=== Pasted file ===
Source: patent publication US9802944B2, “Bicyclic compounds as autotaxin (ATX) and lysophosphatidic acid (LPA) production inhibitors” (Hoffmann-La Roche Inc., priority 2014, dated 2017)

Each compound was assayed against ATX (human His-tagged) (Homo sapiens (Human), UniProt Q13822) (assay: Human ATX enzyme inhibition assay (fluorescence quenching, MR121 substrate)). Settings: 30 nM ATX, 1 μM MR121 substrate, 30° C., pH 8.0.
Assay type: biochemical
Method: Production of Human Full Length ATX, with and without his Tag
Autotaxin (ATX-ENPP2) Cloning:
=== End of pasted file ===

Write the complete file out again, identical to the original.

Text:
Source: patent publication US9802944B2, “Bicyclic compounds as autotaxin (ATX) and lysophosphatidic acid (LPA) production inhibitors” (Hoffmann-La Roche Inc., priority 2014, dated 2017)

Each compound was assayed against ATX (human His-tagged) (Homo sapiens (Human), UniProt Q13822) (assay: Human ATX enzyme inhibition assay (fluorescence quenching, MR121 substrate)). Settings: 30 nM ATX, 1 μM MR121 substrate, 30° C., pH 8.0.
Assay type: biochemical
Method: Production of Human Full Length ATX, with and without his Tag
Autotaxin (ATX-ENPP2) Cloning: